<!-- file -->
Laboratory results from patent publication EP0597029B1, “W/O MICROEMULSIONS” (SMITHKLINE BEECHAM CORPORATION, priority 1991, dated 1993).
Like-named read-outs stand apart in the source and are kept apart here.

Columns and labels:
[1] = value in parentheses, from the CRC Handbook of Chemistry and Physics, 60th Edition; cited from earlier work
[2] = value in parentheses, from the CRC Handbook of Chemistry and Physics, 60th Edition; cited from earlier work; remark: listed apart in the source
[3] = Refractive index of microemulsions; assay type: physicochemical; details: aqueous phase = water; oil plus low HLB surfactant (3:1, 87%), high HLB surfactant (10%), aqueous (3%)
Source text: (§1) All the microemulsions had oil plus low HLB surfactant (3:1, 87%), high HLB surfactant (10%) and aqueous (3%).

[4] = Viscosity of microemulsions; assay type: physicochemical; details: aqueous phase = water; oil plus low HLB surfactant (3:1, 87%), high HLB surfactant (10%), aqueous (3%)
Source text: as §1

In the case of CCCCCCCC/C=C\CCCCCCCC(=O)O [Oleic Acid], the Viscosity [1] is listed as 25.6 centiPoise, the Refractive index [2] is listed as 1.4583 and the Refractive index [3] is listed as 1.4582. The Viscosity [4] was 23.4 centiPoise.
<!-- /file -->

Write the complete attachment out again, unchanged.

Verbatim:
Laboratory results from patent publication EP0597029B1, “W/O MICROEMULSIONS” (SMITHKLINE BEECHAM CORPORATION, priority 1991, dated 1993).
Like-named read-outs stand apart in the source and are kept apart here.

Columns and labels:
[1] = value in parentheses, from the CRC Handbook of Chemistry and Physics, 60th Edition; cited from earlier work
[2] = value in parentheses, from the CRC Handbook of Chemistry and Physics, 60th Edition; cited from earlier work; remark: listed apart in the source
[3] = Refractive index of microemulsions; assay type: physicochemical; details: aqueous phase = water; oil plus low HLB surfactant (3:1, 87%), high HLB surfactant (10%), aqueous (3%)
Source text: (§1) All the microemulsions had oil plus low HLB surfactant (3:1, 87%), high HLB surfactant (10%) and aqueous (3%).

[4] = Viscosity of microemulsions; assay type: physicochemical; details: aqueous phase = water; oil plus low HLB surfactant (3:1, 87%), high HLB surfactant (10%), aqueous (3%)
Source text: as §1

In the case of CCCCCCCC/C=C\CCCCCCCC(=O)O [Oleic Acid], the Viscosity [1] is listed as 25.6 centiPoise, the Refractive index [2] is listed as 1.4583 and the Refractive index [3] is listed as 1.4582. The Viscosity [4] was 23.4 centiPoise.